Rare snakes hatch at Jacksonville Zoo

Snakes will eventually be released into native habitat

By Stacey Readout - Assistant News Director
Headline Goes Here Mark Beshel, Jacksonville Zoo & Gardens

JACKSONVILLE, Fla. - The Jacksonville Zoo and Gardens announced the successful hatching of one of the rarest native snakes in the United States.

Two Louisiana Pine Snakes hatched on Wednesday at the local zoo. They're found only in a few areas in western Louisiana and bordering counties of Texas.

IMAGES: New snakes at Jacksonville Zoo

The snakes spend a lot of time in and around the burrows of pocket gophers -- its main food source. This species is a non-venomous constrictor in the same family as rat snakes, according to the zoo.

This is the third year The Jacksonville Zoo and Gardens participated in the captive breeding and release program. It purchased a cooling device similar to an incubator in early 2014. Four eggs were laid shortly thereafter, but all were infertile.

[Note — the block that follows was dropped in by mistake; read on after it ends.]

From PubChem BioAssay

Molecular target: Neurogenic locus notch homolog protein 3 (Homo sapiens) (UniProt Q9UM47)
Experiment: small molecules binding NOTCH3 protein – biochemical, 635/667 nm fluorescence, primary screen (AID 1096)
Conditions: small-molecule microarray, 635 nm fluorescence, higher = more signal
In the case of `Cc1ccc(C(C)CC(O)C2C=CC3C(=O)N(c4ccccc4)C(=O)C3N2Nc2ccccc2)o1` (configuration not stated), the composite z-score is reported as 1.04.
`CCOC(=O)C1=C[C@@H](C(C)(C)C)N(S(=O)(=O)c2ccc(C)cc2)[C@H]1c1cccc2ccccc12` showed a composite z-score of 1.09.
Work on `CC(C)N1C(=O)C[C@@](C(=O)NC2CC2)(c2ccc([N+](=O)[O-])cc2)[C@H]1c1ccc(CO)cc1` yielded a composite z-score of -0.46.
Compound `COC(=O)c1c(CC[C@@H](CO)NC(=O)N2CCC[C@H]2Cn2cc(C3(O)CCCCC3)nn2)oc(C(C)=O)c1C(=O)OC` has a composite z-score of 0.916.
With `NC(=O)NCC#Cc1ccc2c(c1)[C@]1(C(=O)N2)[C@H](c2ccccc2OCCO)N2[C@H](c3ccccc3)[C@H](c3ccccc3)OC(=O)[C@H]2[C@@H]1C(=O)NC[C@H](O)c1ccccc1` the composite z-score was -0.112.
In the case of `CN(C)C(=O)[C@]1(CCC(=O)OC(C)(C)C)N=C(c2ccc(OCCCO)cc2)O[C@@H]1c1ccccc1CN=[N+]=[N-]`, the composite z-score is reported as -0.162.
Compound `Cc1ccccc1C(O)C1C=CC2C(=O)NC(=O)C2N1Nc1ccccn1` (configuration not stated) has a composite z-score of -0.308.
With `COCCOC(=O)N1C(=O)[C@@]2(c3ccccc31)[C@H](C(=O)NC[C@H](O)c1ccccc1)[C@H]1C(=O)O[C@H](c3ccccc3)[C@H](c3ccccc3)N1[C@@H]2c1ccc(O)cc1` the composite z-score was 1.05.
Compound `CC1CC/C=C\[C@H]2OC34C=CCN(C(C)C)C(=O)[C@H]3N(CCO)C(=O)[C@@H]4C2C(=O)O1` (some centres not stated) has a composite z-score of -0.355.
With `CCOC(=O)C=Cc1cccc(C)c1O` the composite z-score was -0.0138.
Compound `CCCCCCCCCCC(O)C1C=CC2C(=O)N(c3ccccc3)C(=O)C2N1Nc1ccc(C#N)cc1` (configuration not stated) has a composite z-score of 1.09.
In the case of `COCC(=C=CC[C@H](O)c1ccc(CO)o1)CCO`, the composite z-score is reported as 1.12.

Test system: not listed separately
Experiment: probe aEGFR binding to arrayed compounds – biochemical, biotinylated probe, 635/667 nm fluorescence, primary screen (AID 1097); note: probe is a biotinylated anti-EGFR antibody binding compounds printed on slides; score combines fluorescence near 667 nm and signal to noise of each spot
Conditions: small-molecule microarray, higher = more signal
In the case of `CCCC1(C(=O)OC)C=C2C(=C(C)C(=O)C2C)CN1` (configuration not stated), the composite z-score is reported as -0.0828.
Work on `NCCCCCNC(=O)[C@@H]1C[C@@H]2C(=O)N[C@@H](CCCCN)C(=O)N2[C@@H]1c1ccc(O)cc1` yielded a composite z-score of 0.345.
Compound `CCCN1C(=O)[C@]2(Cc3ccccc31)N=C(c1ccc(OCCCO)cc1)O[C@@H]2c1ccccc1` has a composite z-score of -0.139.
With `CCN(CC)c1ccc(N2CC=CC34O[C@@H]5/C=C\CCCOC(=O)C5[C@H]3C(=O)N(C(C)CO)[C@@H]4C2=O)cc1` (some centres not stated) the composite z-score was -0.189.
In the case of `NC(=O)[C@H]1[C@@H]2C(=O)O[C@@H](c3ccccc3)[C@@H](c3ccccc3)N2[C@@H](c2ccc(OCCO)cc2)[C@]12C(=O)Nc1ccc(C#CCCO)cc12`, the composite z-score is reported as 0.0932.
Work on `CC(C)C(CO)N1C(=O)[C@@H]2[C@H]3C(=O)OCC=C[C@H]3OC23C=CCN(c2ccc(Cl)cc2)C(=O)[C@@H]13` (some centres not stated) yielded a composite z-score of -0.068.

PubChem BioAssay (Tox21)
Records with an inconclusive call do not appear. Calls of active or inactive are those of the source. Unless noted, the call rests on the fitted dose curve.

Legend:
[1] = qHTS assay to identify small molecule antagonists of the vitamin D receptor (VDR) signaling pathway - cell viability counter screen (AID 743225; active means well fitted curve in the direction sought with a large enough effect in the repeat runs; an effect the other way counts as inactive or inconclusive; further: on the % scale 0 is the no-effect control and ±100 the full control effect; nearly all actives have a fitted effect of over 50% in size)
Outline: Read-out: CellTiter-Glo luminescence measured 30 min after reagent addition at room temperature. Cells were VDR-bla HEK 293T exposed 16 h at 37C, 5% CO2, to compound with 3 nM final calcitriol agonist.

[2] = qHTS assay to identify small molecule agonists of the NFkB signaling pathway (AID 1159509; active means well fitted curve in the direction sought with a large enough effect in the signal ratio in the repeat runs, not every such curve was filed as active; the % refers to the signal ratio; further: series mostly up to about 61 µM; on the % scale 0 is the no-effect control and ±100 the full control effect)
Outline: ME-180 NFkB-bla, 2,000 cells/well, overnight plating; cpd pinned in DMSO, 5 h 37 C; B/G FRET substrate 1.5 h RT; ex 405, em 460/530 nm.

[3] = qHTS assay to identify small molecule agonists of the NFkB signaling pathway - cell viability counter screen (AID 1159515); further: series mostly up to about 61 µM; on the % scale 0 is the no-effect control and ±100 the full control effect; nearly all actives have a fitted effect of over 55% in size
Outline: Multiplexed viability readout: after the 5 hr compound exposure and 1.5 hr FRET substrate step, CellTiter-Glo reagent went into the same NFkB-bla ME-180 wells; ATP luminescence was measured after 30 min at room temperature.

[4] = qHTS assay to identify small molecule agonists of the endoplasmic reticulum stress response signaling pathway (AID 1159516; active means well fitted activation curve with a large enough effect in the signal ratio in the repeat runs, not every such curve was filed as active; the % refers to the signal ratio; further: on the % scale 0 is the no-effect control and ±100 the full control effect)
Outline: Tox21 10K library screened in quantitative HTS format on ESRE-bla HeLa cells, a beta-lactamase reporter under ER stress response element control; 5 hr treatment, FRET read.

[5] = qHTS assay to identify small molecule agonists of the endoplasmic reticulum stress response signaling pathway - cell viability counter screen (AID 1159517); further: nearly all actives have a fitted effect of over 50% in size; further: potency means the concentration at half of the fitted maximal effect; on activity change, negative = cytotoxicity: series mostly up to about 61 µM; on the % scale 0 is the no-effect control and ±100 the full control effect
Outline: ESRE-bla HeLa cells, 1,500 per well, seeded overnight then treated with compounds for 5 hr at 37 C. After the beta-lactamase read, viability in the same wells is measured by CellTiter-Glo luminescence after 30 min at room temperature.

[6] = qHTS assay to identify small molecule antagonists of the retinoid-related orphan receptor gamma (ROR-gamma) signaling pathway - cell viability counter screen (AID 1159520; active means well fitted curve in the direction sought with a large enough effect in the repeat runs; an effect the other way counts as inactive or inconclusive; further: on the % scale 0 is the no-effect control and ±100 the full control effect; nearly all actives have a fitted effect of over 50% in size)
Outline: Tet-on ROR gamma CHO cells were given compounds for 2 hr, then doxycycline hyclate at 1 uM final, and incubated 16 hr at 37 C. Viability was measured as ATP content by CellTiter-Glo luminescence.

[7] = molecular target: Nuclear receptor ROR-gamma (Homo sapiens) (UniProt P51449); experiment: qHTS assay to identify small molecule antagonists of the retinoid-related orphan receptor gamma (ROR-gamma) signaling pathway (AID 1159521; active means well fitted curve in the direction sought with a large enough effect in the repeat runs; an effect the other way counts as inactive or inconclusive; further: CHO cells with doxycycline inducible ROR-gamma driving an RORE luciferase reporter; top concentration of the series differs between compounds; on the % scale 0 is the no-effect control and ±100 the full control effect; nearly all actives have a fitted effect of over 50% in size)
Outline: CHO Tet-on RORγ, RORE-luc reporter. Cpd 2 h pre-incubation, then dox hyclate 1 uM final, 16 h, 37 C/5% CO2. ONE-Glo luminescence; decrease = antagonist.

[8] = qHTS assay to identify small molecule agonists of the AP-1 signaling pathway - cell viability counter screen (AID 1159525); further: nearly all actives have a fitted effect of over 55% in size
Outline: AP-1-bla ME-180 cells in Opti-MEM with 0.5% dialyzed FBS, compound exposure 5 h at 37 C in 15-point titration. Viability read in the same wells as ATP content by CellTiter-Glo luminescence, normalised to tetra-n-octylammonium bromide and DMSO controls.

This year, four eggs were produced again, two of which were fertile and hatched successfully.

Once the snakes are deemed healthy, they will be taken to western Louisiana and released into their native habitat.

"This species has not seen much success breeding in captivity," said Stefanie Jackson, Herpetology Keeper at The Jacksonville Zoo.  "Any healthy hatchlings produced are extremely valuable to the future of the species. We are ecstatic to see all of our hard work pay off, and be able to contribute directly to the conservation of this critically imperiled species!"

A total of 23 snakes will be released this year among all the conservation facilities combined.

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